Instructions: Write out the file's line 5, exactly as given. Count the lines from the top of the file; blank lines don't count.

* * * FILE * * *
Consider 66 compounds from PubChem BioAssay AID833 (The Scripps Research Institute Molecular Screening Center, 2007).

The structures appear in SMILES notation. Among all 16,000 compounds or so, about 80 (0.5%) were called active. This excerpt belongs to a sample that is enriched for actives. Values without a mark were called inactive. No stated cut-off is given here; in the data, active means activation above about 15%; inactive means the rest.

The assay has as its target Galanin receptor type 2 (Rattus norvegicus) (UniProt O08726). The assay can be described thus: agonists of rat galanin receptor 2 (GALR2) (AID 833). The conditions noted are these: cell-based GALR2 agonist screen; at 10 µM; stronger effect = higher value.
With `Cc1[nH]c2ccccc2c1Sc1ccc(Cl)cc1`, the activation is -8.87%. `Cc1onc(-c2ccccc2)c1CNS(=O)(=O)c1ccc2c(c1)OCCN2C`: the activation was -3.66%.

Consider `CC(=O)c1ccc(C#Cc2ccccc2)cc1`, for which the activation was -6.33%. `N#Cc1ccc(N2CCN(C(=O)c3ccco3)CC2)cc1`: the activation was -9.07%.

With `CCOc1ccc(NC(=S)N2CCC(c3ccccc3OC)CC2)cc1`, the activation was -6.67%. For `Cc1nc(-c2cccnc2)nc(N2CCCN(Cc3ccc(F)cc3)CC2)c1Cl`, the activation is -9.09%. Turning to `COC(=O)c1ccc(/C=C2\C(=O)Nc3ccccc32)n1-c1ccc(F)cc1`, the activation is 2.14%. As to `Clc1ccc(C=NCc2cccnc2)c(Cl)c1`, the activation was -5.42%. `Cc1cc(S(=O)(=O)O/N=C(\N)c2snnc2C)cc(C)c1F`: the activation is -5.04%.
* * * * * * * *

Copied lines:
Consider `CC(=O)c1ccc(C#Cc2ccccc2)cc1`, for which the activation was -6.33%. `N#Cc1ccc(N2CCN(C(=O)c3ccco3)CC2)cc1`: the activation was -9.07%.